The IRS has admitted it flagged applications from groups with “Tea Party” or “Patriot” in their names. But applications from other groups were closely scrutinized as well.

An Austin, Texas-based progressive group, Progress Texas, was one of them. Its executive director, Ed Espinoza, says it took almost a year and a half for the IRS to review the application from his organization.

In 2010, some 1,700 applications for 501(c)(4) tax-exempt status came into the Cincinnati office. That number nearly doubled by 2012. Yet according to the IRS Inspector General’s Report, just one person was originally given the task of sifting through the applications deemed politically sensitive.

Another application that seemingly got caught up in the backlog came from a group of journalists in Chicago. The Chicago News Cooperative provided news for the Midwest edition of The New York Times. The co-op also sought tax-exempt status. Veteran journalist James O’Shea, a former managing editor of The Chicago Tribune, was in charge.

“There were political organizations trying to get these exemptions, and I think the IRS was concerned — and probably appropriately so — that some of these news organizations were really political organizations,” he says, “and so they were examining that, and we just got caught up in that.”

For more than two years, the Chicago News Cooperative waited for an IRS ruling. But without tax-exempt status, foundation support dried up, and the cooperative went out of business. [emphasis added]

The final score, then: Conservative groups “targeted” accounted for about a third of the total. None were denied nonprofit status. Meanwhile, at least one liberal group was turned down and at least one innocent bystander was forced out of business.

All thanks to a pro-corporate, pro-conservative Supreme Court ruling.

It’s probably not fair to assume that big money media organizations are always wrong, but you have to be positively daft to assume that you’re getting the truth, the whole truth and nothing but the truth from them.

Forewarned, forearmed.

9 replies »

  1. Actually, I had heard that reported on about Day Two of the whole debacle. Admittedly, no one has really picked it up and run with it, and to be fair, it’s only the conservative groups who are up in arms about it so they’re the ones making the noise. Still, any comprehensive (or at least not lazy) report would have mentioned what you mention here. I’d also heard that no conservative group was denied the classification (though the decision was delayed). Did I hear that one of the progressive groups actually _was_ denied? Don’t remember, at this point.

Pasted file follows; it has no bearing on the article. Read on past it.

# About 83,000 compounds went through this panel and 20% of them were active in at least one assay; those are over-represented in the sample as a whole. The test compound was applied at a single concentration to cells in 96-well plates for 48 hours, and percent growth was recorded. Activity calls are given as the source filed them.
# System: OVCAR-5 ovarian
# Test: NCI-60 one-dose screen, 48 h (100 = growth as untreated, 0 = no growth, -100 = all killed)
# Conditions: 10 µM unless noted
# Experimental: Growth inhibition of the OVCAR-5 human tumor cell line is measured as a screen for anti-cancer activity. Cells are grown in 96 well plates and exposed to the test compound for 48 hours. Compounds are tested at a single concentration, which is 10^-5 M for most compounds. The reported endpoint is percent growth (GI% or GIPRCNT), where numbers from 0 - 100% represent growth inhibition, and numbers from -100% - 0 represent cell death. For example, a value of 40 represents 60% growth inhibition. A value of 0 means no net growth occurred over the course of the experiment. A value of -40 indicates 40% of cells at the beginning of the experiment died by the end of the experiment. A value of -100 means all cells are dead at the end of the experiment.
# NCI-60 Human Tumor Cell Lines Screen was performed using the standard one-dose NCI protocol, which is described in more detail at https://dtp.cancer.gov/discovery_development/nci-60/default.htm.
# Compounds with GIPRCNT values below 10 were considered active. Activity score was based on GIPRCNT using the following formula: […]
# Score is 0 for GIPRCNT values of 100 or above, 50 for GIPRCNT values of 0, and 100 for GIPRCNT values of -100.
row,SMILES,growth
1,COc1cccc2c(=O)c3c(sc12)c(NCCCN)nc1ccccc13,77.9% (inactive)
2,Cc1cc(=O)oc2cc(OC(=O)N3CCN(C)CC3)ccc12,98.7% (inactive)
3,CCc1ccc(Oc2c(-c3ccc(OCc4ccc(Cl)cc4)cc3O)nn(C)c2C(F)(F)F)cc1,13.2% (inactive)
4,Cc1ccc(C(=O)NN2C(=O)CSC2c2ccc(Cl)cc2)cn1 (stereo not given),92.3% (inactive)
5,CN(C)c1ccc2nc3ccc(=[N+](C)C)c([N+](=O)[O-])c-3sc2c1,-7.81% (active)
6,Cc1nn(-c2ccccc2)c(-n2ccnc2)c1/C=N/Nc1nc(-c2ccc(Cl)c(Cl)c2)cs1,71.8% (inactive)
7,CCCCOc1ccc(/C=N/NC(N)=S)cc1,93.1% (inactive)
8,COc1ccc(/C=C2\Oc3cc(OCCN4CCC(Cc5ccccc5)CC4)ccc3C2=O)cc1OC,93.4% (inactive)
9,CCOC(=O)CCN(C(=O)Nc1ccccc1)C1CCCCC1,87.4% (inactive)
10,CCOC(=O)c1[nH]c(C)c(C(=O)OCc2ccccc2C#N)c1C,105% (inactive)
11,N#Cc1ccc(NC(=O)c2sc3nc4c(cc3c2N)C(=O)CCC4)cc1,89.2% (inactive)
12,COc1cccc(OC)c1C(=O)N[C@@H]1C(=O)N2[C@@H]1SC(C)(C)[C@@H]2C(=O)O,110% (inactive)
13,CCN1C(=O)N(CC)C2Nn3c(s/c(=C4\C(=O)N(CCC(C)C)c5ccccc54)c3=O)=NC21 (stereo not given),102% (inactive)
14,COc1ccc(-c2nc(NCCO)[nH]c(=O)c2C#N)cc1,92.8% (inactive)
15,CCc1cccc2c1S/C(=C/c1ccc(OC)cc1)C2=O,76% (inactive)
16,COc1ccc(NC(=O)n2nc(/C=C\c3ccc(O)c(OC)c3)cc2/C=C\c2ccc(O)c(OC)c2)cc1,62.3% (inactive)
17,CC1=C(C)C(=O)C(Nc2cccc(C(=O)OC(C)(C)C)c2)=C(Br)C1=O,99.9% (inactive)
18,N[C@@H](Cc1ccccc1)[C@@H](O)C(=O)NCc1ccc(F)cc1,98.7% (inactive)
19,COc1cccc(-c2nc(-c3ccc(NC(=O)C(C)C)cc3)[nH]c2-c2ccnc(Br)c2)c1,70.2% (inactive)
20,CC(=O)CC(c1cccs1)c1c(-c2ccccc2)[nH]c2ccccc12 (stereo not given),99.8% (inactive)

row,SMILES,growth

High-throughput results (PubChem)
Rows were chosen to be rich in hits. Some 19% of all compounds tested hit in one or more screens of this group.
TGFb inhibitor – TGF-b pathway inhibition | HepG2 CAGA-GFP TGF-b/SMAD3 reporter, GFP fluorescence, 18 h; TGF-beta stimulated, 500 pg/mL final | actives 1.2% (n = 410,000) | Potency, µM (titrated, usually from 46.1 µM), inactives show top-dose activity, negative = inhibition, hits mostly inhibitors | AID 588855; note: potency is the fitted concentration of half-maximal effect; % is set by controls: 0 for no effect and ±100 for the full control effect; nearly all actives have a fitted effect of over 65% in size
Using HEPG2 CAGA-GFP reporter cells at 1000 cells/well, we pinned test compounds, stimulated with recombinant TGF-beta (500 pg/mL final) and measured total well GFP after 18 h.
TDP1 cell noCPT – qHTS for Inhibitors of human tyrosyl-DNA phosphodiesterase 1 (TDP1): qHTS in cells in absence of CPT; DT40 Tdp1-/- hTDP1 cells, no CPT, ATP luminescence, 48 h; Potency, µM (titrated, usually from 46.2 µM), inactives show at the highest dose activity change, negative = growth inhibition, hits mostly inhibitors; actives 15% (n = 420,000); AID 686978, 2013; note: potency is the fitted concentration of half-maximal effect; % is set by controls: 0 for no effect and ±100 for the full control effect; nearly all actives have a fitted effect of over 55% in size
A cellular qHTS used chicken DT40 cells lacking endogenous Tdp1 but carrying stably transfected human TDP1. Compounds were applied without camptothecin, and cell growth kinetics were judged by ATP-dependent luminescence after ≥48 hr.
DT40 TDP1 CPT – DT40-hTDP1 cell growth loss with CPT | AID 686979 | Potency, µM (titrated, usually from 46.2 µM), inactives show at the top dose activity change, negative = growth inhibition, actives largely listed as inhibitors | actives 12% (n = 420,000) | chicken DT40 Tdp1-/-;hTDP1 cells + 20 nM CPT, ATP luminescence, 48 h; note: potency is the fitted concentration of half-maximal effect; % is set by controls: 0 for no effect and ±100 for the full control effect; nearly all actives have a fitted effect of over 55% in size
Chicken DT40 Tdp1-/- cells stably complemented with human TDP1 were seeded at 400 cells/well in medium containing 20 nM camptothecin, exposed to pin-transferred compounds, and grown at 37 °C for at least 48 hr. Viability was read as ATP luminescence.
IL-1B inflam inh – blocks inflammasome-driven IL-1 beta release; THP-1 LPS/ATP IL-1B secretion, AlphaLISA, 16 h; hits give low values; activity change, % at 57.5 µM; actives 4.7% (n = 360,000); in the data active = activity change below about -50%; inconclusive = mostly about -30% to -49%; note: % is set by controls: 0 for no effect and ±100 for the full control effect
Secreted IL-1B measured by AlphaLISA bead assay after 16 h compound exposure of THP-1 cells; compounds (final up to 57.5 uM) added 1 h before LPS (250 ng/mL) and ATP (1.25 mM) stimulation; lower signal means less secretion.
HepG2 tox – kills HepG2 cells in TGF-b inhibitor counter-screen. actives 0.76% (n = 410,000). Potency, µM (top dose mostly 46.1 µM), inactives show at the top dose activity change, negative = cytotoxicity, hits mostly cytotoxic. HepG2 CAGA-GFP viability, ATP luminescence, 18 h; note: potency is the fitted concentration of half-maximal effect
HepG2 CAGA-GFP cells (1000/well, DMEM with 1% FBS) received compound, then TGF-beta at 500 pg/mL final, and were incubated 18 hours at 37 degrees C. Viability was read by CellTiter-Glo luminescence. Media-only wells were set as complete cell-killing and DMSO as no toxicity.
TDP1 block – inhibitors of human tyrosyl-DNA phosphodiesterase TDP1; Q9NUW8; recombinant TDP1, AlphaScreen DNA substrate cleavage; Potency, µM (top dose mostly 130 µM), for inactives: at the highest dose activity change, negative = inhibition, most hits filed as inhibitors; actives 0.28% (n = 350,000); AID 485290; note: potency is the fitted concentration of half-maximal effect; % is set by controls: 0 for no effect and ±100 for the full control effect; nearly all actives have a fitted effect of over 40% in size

Another aspect that hasn’t been picked up is that this questioning _is_ appropriate, and that the mandate from the original language of the statute makes it clear that ANY activity other than social welfare is grounds for disqualification. The law states that an organization must engage _exclusively_ in social welfare activities, but the IRS watered that down in their guidelines to “primarily.” So, ironically, the IRS in Cleveland was sailing closer to the law than anyone else, and they got trampled for it.

  2. Slightly confused – You say one third of the 471 groups that were scrutinised for what ever reason were along the conservative / tea party line and three democrat groups were looked at too.

    This raises a question: One third of the groups is about 156+/- tea parties versus three progressive revels. Does that sound fair? In my mind, only when there are 156 tea parties and three progressive revels.

    I can only find mention in one link where 33 reported tea party groups said they were not rejected tax exempt status not the fore mentioned 156+/-. Regarding the one group that was rejected – why was it rejected under section 527? Was that determination legitimate?

    There is no break down of the 471 groups and no link to where this number was reached. What were the other 312 groups? Were they all political groups? Bloomberg does not state or add references other than “Tax agency officials”

    There is no mention of a list created by the IRS that flagged progressive groups in the same manner that happened with tea party groups. If there is no flagging of any other agenda wouldn’t that still infer targeting contrary to your 156 vs 3 argument?